Structure and development of the lower crust and upper mantle of Southwestern Japan: Evidence from petrology of deep-seated xenoliths

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Basic and ultrabasic xenoliths included in Cenozoic alkali basalts from the Kibi and Sera plateaus, Southwest Japan, can be classified into five groups on the basis of mineral association and texture. Their equilibration P-T conditions estimated from paragenesis and mineral chemistry indicate that the dominant rock type from the lower crust to upper mantle changes with increasing depth as follows: (i) pyroxene granulite (Group V) and metasediments; (ii) garnet gabbro (Group III) and corundum anorthosite (Group IV); (iii) spinel pyroxenite (Group II); and (iv) spinel peridotite and pyroxenite (Group I). Groups II and III show a lower degree of recrystallization than Groups I and V, and have similarities in composition and mineral chemistry to host basalts. Based on these facts along with the P-T conditions of equilibration, Groups II and III are interpreted as formed from basaltic magma that intruded beneath the crust-mantle boundary at an early stage of the magmatism of the alkali basalts, where the lower crust and uppermost mantle had consisted of Group V and metasediments, and Group I, respectively. It follows that the crust has grown downward due to underplating of basaltic magma beneath the bottom of pre-existing crust. Group IV has commonly the same mineral assemblage, corundum + calcic plagioclase + aluminous spinel, and shows locally, nearby kyanite crystals, almost the same texture as fine-grained aggregates in a quartzite xenolith. The aggregates appear to have been formed by reaction between kyanite and host basalt, and accordingly Group IV is interpreted as formed by reaction between metasediments and basaltic magma at the time of the underplating. The Kibi, Sera and Tsuyama areas are distinguished from the areas nearby the Sea of Japan by the occurrence of the garnet gabbro and corundum anorthosite xenoliths, by the absence of the association of olivine + plagioclase in basic and ultrabasic xenoliths, 'and by the lower temperature of equilibration of basic xenoliths. From these facts it is stressed that in general the crust becomes thinner and geothermal gradient becomes higher towards the back-arc side. Such a regional variation in crustal structure must reflect the tectonic situation of Southwest Japan at the time of the magmatism of the alkali basalts, namely rifting and shallow-level magmatism at the back-arc side.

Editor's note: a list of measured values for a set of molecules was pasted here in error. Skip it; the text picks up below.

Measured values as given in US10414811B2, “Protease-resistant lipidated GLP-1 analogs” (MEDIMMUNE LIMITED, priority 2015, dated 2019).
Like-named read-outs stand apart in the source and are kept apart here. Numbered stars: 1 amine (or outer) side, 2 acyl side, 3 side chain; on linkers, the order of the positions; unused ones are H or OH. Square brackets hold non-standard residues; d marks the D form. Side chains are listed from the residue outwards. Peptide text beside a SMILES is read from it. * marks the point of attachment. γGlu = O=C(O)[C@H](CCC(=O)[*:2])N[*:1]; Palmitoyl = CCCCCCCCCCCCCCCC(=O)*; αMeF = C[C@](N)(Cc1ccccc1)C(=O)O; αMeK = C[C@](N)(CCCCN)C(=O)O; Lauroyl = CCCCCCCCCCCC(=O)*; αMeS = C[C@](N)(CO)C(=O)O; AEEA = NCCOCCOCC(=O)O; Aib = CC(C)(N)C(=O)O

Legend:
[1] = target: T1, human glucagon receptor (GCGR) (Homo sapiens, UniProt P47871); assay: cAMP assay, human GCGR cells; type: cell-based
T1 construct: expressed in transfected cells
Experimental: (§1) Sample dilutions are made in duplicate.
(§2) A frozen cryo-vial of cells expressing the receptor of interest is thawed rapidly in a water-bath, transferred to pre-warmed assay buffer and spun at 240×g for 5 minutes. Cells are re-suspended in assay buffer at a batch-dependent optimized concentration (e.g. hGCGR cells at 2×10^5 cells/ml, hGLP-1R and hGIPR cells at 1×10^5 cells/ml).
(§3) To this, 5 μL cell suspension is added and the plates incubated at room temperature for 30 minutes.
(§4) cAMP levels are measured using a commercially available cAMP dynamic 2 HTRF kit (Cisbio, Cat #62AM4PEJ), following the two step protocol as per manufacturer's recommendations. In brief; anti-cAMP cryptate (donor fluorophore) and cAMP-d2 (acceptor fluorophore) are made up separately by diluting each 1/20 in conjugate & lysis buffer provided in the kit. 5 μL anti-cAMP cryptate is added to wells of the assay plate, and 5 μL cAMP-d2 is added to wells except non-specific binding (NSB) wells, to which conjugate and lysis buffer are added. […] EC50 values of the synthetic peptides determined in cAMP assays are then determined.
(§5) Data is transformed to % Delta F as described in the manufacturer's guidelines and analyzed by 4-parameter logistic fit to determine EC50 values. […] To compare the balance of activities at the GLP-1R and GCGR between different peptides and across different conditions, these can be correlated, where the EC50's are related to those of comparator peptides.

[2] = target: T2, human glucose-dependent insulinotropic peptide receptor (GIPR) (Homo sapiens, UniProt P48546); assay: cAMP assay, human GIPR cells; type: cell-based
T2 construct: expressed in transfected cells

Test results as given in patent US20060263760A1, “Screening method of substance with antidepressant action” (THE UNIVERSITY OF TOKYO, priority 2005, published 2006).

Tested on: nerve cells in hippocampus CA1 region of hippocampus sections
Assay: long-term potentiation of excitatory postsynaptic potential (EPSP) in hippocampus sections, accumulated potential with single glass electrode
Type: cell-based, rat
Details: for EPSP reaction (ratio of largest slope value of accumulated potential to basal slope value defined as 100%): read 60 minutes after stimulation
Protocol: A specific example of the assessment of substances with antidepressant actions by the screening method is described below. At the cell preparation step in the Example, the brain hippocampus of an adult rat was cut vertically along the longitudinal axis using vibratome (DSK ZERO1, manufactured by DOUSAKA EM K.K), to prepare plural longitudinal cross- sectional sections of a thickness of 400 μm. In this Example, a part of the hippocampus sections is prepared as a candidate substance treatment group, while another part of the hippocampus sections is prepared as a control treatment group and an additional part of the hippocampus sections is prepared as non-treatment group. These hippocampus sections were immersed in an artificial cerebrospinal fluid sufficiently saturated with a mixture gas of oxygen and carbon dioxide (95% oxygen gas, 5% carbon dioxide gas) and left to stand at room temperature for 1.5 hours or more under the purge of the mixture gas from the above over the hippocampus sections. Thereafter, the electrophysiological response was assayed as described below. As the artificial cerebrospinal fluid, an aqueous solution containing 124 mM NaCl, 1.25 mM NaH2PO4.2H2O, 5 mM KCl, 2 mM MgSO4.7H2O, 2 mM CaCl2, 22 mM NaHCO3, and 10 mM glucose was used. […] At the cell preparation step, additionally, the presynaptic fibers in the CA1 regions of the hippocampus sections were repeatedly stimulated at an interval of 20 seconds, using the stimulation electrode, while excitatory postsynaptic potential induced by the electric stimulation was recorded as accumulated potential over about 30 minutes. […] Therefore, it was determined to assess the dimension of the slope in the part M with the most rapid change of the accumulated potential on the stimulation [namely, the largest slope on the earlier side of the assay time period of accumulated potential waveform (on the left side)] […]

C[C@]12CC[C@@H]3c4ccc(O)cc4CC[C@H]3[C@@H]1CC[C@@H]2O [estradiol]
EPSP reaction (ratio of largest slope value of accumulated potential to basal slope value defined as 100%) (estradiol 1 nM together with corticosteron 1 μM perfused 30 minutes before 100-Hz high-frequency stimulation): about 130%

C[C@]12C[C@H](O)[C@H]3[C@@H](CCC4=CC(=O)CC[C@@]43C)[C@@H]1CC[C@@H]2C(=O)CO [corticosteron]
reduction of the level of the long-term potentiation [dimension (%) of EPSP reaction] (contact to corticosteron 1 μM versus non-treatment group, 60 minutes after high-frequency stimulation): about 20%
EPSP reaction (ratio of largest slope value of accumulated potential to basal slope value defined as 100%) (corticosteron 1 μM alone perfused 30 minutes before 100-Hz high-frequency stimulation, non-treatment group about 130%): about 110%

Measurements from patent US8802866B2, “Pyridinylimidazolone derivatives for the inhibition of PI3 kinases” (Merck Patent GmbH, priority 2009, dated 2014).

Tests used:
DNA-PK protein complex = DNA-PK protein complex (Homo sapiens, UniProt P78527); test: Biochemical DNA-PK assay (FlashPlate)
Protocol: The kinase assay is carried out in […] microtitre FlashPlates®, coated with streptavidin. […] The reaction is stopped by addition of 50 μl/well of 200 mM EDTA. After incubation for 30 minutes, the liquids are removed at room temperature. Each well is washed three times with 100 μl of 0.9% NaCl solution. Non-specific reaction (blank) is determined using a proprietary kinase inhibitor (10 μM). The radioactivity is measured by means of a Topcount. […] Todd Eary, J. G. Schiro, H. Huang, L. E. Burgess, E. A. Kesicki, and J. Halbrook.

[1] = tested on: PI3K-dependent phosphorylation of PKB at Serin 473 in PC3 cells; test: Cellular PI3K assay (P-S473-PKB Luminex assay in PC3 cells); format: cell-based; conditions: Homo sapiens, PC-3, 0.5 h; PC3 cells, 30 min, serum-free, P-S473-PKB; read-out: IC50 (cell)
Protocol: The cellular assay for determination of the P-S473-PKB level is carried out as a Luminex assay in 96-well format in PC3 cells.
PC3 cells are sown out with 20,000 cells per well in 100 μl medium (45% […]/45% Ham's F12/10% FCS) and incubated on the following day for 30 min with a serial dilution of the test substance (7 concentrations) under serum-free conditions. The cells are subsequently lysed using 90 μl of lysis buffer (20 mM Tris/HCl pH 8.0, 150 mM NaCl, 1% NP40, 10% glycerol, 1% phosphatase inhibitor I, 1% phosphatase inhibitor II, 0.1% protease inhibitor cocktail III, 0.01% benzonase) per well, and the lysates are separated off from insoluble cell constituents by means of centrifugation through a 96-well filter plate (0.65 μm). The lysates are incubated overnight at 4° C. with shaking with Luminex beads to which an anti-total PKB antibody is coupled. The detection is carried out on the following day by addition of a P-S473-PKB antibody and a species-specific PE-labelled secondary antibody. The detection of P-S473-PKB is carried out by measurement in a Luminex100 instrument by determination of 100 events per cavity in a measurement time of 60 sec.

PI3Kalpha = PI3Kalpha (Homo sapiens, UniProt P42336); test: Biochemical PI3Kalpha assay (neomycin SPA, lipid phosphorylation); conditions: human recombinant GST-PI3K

Original languageEnglish
Pages (from-to)404-420
Number of pages17
JournalIsland Arc
Issue number4
Publication statusPublished - Dec 1997


  • Japan
  • Lower crust
  • Petrology
  • Upper mantle
  • Xenolith

ASJC Scopus subject areas

  • Geology


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